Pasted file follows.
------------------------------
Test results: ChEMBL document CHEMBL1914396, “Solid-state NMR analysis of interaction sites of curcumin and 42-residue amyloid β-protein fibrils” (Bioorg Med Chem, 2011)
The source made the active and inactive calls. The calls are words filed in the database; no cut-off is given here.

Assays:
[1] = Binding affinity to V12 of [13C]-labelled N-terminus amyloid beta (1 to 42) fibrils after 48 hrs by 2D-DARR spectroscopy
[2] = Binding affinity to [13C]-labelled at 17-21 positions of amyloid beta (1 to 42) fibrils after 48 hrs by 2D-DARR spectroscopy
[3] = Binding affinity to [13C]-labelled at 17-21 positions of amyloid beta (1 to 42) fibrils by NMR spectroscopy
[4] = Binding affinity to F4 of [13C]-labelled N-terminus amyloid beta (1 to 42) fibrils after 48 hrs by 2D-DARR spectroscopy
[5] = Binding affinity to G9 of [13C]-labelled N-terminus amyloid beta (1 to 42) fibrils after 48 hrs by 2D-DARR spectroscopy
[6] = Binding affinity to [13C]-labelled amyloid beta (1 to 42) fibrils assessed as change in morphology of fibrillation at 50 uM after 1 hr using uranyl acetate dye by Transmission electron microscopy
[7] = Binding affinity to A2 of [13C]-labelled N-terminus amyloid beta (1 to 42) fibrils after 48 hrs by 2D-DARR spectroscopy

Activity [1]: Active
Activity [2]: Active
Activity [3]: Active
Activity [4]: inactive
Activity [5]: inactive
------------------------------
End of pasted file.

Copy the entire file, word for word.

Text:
Test results: ChEMBL document CHEMBL1914396, “Solid-state NMR analysis of interaction sites of curcumin and 42-residue amyloid β-protein fibrils” (Bioorg Med Chem, 2011)
The source made the active and inactive calls. The calls are words filed in the database; no cut-off is given here.

Assays:
[1] = Binding affinity to V12 of [13C]-labelled N-terminus amyloid beta (1 to 42) fibrils after 48 hrs by 2D-DARR spectroscopy
[2] = Binding affinity to [13C]-labelled at 17-21 positions of amyloid beta (1 to 42) fibrils after 48 hrs by 2D-DARR spectroscopy
[3] = Binding affinity to [13C]-labelled at 17-21 positions of amyloid beta (1 to 42) fibrils by NMR spectroscopy
[4] = Binding affinity to F4 of [13C]-labelled N-terminus amyloid beta (1 to 42) fibrils after 48 hrs by 2D-DARR spectroscopy
[5] = Binding affinity to G9 of [13C]-labelled N-terminus amyloid beta (1 to 42) fibrils after 48 hrs by 2D-DARR spectroscopy
[6] = Binding affinity to [13C]-labelled amyloid beta (1 to 42) fibrils assessed as change in morphology of fibrillation at 50 uM after 1 hr using uranyl acetate dye by Transmission electron microscopy
[7] = Binding affinity to A2 of [13C]-labelled N-terminus amyloid beta (1 to 42) fibrils after 48 hrs by 2D-DARR spectroscopy

Activity [1]: Active
Activity [2]: Active
Activity [3]: Active
Activity [4]: inactive
Activity [5]: inactive